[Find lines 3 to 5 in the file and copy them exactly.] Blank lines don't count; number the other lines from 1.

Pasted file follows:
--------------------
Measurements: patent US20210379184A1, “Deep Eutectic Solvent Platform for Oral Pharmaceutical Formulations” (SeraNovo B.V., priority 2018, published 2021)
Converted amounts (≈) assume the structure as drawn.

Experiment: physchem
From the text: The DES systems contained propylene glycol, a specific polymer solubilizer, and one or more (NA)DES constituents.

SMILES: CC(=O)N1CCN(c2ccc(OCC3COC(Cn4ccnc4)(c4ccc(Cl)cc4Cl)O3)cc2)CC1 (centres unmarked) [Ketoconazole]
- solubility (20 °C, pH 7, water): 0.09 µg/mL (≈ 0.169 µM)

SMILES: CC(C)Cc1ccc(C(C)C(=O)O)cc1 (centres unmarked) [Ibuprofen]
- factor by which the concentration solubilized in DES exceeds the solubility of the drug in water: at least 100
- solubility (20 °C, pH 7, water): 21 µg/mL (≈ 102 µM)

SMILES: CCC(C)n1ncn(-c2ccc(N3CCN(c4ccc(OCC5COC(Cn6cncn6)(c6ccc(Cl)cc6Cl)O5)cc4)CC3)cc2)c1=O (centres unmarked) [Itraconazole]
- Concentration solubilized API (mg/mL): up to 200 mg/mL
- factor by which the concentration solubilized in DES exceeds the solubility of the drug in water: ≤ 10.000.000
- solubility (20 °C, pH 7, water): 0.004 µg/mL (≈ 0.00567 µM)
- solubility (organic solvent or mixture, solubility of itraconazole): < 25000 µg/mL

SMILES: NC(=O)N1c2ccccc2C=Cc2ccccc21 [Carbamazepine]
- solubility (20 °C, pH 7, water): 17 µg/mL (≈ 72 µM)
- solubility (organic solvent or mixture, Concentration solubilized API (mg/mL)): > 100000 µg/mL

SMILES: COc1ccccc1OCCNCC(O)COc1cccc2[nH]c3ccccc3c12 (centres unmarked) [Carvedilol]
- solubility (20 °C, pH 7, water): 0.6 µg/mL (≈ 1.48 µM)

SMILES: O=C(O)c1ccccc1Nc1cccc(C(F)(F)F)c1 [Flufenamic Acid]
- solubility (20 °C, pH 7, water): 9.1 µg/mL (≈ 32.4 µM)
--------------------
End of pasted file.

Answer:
Experiment: physchem
From the text: The DES systems contained propylene glycol, a specific polymer solubilizer, and one or more (NA)DES constituents.

SMILES: CC(=O)N1CCN(c2ccc(OCC3COC(Cn4ccnc4)(c4ccc(Cl)cc4Cl)O3)cc2)CC1 (centres unmarked) [Ketoconazole]